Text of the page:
Getaway with the girls
Charel, a former soldier with the South African Military and qualified military engineer, lives to dive and loves to travel. His philosophy in life is to live in such a way that he can look back years from now, smiling about the fact that his days have been worth more than any amount of money in the bank. In his blog, Project Exploring Soldier, he shares his adventures with those who like a good story – and these include a few budget travel tips and some really great images.
“My girlfriend and I are both scuba divers and have been fortunate enough in the past to have made a living out of taking people on excursions to beautiful places like Thailand, Madagascar, France and so many more. We’ve seen what a big impact going underwater can have on a person, and the good it does for people to travel, to escape their comfort zones and try something new.”
“There’s nothing like exploring a new environment or indulging in long, leisurely days lazing about in the sunshine and lovely afternoon dips in the swimming pool followed by sundowners in the right kind of paradise. Here are a just few of my favourite things to do and places to go – local to South Africa – that can just as easily open your eyes to the beauty of what we have right here on our own doorsteps.”
River rafting for days
This is a place where the best entry level rafting experience awaits you. The Orange River and The Richtersveld have a lifelong partnership and offer fully inclusive rafting options stretching from two to seven days, with a group of highly experienced and very lively guides to aid you on this journey of a life time. This adventure is for the whole family and could possibly be one of the best bonding experiences out there. Raft from the Richtersveld desert on the longest river in SA, and after a long day on the rapids, you’ll arrive at a ready-made camp to enjoy a night of stories around the camp fire while gazing at the stars.
Sailing for the whole family
If you’re a fan of the Cape, at least one boat trip is in order given that the city was founded by the maritime industry. Set sail from the V&A Waterfront aboard a leisure yacht for sundowners, overlooking the beautiful Table Mountain over the horizon, or climb aboard a speed boat or one of the bigger boats (which normally carry up to a 100 people) for a cheaper ocean adventure. You could also take a drive to the laidback harbour of Simons Town where you’ll have a much better chance of seeing marine animals like dolphins, whales, penguins and even sharks every now and then.
Explore the mysteries of a cave
Enter the world of the Cango Caves where a walk through misty odours and humid temperatures awaits. Led by experienced cave guides, you’ll learn the difference between stalagmites and stalactites in your choice of five difference languages offered. There are two routes to choose from, namely the Heritage Walk which is more for families, and an Adventure Walk for the brave. Located only 29km from Oudshoorn, this is the most popular tourist cave in South Africa with tours lasting, on average, about 60 minutes and costing between R110 to R165 per adult. After one of these hikes you can explore Oudshoorn and its many farms, ride an Ostrich or go for a game drive through the Karoo landscape.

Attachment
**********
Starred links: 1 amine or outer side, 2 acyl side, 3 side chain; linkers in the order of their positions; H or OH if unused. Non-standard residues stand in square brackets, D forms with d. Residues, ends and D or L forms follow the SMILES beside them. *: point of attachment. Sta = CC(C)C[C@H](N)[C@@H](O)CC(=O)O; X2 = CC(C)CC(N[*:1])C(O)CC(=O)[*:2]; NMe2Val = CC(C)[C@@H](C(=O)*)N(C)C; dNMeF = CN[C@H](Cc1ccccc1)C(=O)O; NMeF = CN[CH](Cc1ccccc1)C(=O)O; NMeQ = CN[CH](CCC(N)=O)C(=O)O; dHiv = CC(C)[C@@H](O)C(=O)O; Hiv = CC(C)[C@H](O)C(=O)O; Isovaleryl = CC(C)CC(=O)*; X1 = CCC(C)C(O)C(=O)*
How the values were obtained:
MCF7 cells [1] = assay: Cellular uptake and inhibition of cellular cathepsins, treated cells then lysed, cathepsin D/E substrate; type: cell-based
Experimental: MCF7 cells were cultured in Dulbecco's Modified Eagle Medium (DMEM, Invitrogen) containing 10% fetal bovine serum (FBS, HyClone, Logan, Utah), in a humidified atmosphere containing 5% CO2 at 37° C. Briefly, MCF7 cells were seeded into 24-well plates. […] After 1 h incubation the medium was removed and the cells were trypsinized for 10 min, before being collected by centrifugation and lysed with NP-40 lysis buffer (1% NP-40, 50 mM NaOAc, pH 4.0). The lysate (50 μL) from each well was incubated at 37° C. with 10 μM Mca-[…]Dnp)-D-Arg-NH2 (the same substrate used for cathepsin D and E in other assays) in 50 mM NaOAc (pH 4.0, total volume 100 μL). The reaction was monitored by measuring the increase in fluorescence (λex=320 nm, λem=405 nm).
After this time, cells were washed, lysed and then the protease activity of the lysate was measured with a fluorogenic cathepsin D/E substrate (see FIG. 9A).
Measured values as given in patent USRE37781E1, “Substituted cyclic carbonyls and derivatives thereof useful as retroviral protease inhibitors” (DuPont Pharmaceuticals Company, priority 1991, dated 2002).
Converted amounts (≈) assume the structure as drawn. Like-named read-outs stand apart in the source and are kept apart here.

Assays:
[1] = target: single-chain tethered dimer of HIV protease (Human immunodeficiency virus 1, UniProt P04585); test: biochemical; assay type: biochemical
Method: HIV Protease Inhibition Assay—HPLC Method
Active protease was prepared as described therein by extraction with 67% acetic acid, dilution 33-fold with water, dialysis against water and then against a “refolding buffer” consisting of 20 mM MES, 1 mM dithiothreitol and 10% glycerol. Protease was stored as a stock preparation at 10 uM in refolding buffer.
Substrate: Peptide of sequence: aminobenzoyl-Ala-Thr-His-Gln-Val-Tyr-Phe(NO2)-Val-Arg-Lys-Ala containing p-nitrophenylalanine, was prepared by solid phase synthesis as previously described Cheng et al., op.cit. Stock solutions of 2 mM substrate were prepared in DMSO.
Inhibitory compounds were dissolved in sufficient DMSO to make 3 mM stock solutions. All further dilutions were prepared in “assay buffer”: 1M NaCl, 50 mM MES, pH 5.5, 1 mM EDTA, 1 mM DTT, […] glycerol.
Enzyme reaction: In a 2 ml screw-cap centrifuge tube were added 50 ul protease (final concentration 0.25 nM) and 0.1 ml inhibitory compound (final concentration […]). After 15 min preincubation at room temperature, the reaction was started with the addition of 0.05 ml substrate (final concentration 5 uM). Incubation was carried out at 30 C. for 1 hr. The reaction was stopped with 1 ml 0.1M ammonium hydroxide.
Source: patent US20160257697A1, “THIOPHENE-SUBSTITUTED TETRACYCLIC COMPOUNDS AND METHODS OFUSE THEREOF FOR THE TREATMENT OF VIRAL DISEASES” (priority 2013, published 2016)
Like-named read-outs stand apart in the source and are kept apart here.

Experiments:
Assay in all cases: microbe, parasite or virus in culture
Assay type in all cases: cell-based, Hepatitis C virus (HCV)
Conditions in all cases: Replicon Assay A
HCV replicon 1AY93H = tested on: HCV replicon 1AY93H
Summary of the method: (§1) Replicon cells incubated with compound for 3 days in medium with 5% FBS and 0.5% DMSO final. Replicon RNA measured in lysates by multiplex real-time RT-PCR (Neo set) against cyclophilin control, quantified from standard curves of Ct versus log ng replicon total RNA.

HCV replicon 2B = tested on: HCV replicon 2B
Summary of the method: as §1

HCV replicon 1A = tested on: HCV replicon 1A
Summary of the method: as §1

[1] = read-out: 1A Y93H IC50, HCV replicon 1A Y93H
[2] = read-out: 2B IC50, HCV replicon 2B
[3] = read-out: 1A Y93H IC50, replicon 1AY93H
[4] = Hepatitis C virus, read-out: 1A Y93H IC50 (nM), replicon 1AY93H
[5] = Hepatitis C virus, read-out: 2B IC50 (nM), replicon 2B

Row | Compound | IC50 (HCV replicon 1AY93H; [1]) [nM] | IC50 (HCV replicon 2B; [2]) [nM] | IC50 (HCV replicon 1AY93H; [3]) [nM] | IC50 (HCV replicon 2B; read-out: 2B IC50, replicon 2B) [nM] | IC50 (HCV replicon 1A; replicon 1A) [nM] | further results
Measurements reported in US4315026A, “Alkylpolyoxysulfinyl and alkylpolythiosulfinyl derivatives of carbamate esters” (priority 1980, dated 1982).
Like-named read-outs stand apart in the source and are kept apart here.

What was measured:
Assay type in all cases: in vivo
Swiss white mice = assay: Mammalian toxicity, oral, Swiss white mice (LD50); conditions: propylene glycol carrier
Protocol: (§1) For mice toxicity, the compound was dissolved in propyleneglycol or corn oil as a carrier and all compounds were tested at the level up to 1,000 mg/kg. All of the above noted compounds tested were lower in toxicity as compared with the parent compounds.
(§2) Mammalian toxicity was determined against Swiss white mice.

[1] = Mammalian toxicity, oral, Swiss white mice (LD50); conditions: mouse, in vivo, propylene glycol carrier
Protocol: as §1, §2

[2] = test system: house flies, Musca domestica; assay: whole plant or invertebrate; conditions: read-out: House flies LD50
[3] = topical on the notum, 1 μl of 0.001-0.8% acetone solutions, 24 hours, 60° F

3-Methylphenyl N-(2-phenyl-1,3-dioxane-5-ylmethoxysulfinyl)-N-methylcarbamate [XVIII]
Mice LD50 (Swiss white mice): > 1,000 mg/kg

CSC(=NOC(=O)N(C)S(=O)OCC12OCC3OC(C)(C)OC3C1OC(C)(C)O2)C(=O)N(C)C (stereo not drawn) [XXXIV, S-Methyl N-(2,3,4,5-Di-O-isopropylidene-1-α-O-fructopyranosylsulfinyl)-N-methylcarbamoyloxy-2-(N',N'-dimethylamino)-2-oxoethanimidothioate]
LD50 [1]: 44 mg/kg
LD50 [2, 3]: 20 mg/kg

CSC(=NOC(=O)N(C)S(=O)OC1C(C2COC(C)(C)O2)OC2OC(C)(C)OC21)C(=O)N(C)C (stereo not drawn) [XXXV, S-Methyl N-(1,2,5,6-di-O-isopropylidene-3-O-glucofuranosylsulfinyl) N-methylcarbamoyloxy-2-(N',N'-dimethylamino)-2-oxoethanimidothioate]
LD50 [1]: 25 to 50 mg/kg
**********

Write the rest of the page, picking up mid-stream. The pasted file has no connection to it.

Climb the splendour of a mountain
The Drakensberg Mountain Range stretches about 1000 kilometres with the highest point being Thabana Ntlenyana – a staggering 3482 meters above sea level. The northern region of the Drakensberg has an area called the Amphitheatre, which is about five kilometres in length. It’s in my opinion one of the most breath taking mountain ranges on earth, and it has a little secret that not many people know of – the Tugela Falls – the world’s second highest waterfall, falling from a height of 948 meters. You can enjoy a Gorge hike on a jungle path that begins in the Royal Natal Nature Reserve where you can either set up camp for the night, or stay in a self-catering unit. The hike can be completed within one day, so day permits are also available. This one is a must-see for all nature lovers.
Scuba dive the Ghost Fleet
If you have a love for the ocean and like a good ghost story, Durban’s Ghost Fleet is the place for you as it can be dated back to the early 1800s. There are 141 wrecks scattered along Durban’s coastline, starting from Umhlanga and running all the way down to the Bluff, but only four of these wrecks are open to recreational divers namely Coopers, T-barge, Fontao and Hawthorne. Coopers, which is my favourite, sits 30 meters below the surface and has an abundance of pelagic fish life with beautiful coral growth covering the bow of the boat. Legend says it’s an old whaling ship because of what appears to be an old harpoon like structure on the bow, but one can only speculate as there is no solid evidence of where the ship came from. You need an Advanced Open Water Scuba licence to dive any of these wrecks but courses can be arranged from a few places in and around Durban.
Read more about Charel’s travels, his life on a kibbutz in Israel, living in the French Alps, his adventures as a scuba diving guide in Thailand, riding dirt bikes on the Red Dunes of Namibia, rediscovering his roots in The Netherlands and his Road Tripping Guide of Africa at www.projectexploringsoldier.com
Get It Durban October 2017Michelle Markham, Goddess of waste